Improving your credit score is one of the best things you can do for your financial well-being. The first step is understanding that credit scoring agencies like FICO use five primary variables to calculate your score:
- Payment history
- Amounts owed
- Length of credit history
- Credit mix
- New credit
These categories are designed to show credit card companies and lenders a complete picture of an applicant’s creditworthiness. Some, like payment history (35% of your score) and amounts owed (30% of your score), are weighted more heavily than others. Learn how to improve your credit score with these tips:
1. Make consistent on-time payments
Late and missed payments can cost you a lot of points on your credit score. So, making consistent on-time payments is a great way to boost your score. Set your credit card and loan payments on autopay, even if it’s just for the minimum balance due. That will ensure that you’re never late and should raise your credit score over time.
2. Keep credit utilization low
Credit utilization is the available credit you use to make purchases each month. It’s a major factor for lenders because it directly relates to your debt-to-credit ratio. Keeping credit utilization down will help to keep your credit score up. Try not to run up or max out your credit cards. It’s important to keep your credit utilization below 30%, and even lower if possible.
3. Don’t apply for too many credit cards
Credit companies do a hard inquiry on your credit report when you apply for a new card. That can drop your credit score a few points, and is also logged in the new credit section of your credit report. Having too many new credit cards or loans can make you appear riskier to lenders. So, it’s smart not to apply for multiple new accounts all at once unless you absolutely need to.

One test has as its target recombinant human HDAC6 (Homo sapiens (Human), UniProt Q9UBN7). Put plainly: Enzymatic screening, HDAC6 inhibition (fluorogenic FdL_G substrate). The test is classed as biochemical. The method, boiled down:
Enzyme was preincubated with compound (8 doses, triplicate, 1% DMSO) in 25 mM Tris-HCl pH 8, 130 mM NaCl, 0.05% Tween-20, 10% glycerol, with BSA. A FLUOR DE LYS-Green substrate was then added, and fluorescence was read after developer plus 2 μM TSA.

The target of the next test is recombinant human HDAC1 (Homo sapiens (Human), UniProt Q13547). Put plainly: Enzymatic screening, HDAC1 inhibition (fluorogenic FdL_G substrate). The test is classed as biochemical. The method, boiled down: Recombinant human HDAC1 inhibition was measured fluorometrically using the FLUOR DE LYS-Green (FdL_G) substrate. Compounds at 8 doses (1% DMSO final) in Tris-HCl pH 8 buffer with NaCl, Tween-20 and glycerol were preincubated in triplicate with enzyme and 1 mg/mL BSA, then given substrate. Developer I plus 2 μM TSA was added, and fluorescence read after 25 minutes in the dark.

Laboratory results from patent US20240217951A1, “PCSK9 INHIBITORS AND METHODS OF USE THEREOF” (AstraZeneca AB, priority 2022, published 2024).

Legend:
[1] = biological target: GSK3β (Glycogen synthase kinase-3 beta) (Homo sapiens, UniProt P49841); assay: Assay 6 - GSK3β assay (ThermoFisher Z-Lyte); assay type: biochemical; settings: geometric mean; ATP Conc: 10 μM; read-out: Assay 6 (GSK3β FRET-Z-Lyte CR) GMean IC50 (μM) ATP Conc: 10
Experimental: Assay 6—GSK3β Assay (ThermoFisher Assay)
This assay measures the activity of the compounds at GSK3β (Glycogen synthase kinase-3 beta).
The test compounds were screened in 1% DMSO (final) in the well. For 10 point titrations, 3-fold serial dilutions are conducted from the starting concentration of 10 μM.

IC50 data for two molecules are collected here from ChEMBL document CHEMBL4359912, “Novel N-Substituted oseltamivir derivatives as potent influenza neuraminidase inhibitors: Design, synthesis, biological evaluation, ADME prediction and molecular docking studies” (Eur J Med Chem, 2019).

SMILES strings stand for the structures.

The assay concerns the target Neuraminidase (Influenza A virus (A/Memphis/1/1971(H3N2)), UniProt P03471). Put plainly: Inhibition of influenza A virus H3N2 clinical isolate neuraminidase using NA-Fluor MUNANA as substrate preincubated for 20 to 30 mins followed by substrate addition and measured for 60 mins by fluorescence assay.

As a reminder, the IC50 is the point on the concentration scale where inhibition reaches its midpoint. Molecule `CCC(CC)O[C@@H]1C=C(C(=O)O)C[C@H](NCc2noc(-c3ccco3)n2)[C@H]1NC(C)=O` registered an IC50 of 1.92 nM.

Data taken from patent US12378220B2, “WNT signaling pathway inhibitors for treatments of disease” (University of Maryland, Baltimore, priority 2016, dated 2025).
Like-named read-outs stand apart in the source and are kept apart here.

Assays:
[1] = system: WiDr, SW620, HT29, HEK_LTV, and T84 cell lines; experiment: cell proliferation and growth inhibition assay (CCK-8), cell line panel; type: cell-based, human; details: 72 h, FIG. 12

4. Take out a personal loan to improve your credit mix
This is a twofold suggestion. Diversifying your credit mix by getting a personal loan can help boost your credit score if all you previously had were credit cards. You could also use this loan to consolidate some of your debt, lowering the amounts owed on unsecured debt. The credit score increase may not show up right away, but you’ll see the positive effects over time.
5. Use the debt snowball method to pay off credit balances
The debt snowball method is a debt payoff strategy where you make all your minimum monthly payments on credit cards and loans, then take any funds you have left in the budget and put them toward the credit account with the smallest balance due. Once you’ve paid off the smallest loan, you can move on to the next smallest, until all debts are paid off. The on-time and extra payments improve your payment history while cutting down on the debt you owe.
The bottom line
The credit scoring system was designed for lenders to assess credit risk, but consumers can take control of their credit score if they know how it works. You can do this by paying credit card and loan bills on time, keeping credit utilization low, not applying for too many credit cards, taking out a personal loan to consolidate credit card debt, and using the debt snowball method to pay off debt.